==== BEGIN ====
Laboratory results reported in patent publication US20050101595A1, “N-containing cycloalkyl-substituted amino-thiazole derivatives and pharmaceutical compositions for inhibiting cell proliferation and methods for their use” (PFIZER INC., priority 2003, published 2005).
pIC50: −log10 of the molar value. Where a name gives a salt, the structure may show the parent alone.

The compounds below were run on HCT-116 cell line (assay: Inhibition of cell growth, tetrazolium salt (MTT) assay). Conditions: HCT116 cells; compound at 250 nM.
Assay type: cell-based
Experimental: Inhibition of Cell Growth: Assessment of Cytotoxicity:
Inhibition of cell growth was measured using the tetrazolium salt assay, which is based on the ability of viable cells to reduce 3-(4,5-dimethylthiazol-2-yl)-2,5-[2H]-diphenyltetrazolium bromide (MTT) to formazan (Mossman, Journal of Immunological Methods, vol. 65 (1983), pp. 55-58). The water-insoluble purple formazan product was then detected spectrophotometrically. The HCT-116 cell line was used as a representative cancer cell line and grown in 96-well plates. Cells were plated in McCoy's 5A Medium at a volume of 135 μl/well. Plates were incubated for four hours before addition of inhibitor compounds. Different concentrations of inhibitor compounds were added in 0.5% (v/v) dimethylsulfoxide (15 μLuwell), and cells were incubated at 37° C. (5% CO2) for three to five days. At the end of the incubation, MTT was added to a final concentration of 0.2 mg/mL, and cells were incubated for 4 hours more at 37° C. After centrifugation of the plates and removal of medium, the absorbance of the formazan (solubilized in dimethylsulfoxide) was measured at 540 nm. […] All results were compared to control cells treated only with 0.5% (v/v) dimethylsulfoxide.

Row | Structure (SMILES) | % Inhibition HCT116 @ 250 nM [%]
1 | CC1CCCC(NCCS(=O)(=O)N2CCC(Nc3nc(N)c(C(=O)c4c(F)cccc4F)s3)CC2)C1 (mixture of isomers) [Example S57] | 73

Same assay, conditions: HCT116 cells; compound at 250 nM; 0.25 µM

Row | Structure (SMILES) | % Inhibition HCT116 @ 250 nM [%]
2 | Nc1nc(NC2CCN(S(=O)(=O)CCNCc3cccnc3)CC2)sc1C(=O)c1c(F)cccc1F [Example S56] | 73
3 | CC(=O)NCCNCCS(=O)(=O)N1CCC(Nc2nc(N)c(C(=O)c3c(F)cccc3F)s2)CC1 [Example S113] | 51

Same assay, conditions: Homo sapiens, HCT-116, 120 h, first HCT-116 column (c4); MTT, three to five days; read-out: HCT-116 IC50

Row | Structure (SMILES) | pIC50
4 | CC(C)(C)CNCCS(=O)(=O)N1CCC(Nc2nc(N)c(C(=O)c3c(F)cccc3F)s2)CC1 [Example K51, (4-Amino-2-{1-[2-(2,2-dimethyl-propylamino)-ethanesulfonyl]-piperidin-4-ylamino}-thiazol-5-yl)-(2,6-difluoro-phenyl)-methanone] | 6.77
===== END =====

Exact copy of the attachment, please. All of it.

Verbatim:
Laboratory results reported in patent publication US20050101595A1, “N-containing cycloalkyl-substituted amino-thiazole derivatives and pharmaceutical compositions for inhibiting cell proliferation and methods for their use” (PFIZER INC., priority 2003, published 2005).
pIC50: −log10 of the molar value. Where a name gives a salt, the structure may show the parent alone.

The compounds below were run on HCT-116 cell line (assay: Inhibition of cell growth, tetrazolium salt (MTT) assay). Conditions: HCT116 cells; compound at 250 nM.
Assay type: cell-based
Experimental: Inhibition of Cell Growth: Assessment of Cytotoxicity:
Inhibition of cell growth was measured using the tetrazolium salt assay, which is based on the ability of viable cells to reduce 3-(4,5-dimethylthiazol-2-yl)-2,5-[2H]-diphenyltetrazolium bromide (MTT) to formazan (Mossman, Journal of Immunological Methods, vol. 65 (1983), pp. 55-58). The water-insoluble purple formazan product was then detected spectrophotometrically. The HCT-116 cell line was used as a representative cancer cell line and grown in 96-well plates. Cells were plated in McCoy's 5A Medium at a volume of 135 μl/well. Plates were incubated for four hours before addition of inhibitor compounds. Different concentrations of inhibitor compounds were added in 0.5% (v/v) dimethylsulfoxide (15 μLuwell), and cells were incubated at 37° C. (5% CO2) for three to five days. At the end of the incubation, MTT was added to a final concentration of 0.2 mg/mL, and cells were incubated for 4 hours more at 37° C. After centrifugation of the plates and removal of medium, the absorbance of the formazan (solubilized in dimethylsulfoxide) was measured at 540 nm. […] All results were compared to control cells treated only with 0.5% (v/v) dimethylsulfoxide.

Row | Structure (SMILES) | % Inhibition HCT116 @ 250 nM [%]
1 | CC1CCCC(NCCS(=O)(=O)N2CCC(Nc3nc(N)c(C(=O)c4c(F)cccc4F)s3)CC2)C1 (mixture of isomers) [Example S57] | 73

Same assay, conditions: HCT116 cells; compound at 250 nM; 0.25 µM

Row | Structure (SMILES) | % Inhibition HCT116 @ 250 nM [%]
2 | Nc1nc(NC2CCN(S(=O)(=O)CCNCc3cccnc3)CC2)sc1C(=O)c1c(F)cccc1F [Example S56] | 73
3 | CC(=O)NCCNCCS(=O)(=O)N1CCC(Nc2nc(N)c(C(=O)c3c(F)cccc3F)s2)CC1 [Example S113] | 51

Same assay, conditions: Homo sapiens, HCT-116, 120 h, first HCT-116 column (c4); MTT, three to five days; read-out: HCT-116 IC50

Row | Structure (SMILES) | pIC50
4 | CC(C)(C)CNCCS(=O)(=O)N1CCC(Nc2nc(N)c(C(=O)c3c(F)cccc3F)s2)CC1 [Example K51, (4-Amino-2-{1-[2-(2,2-dimethyl-propylamino)-ethanesulfonyl]-piperidin-4-ylamino}-thiazol-5-yl)-(2,6-difluoro-phenyl)-methanone] | 6.77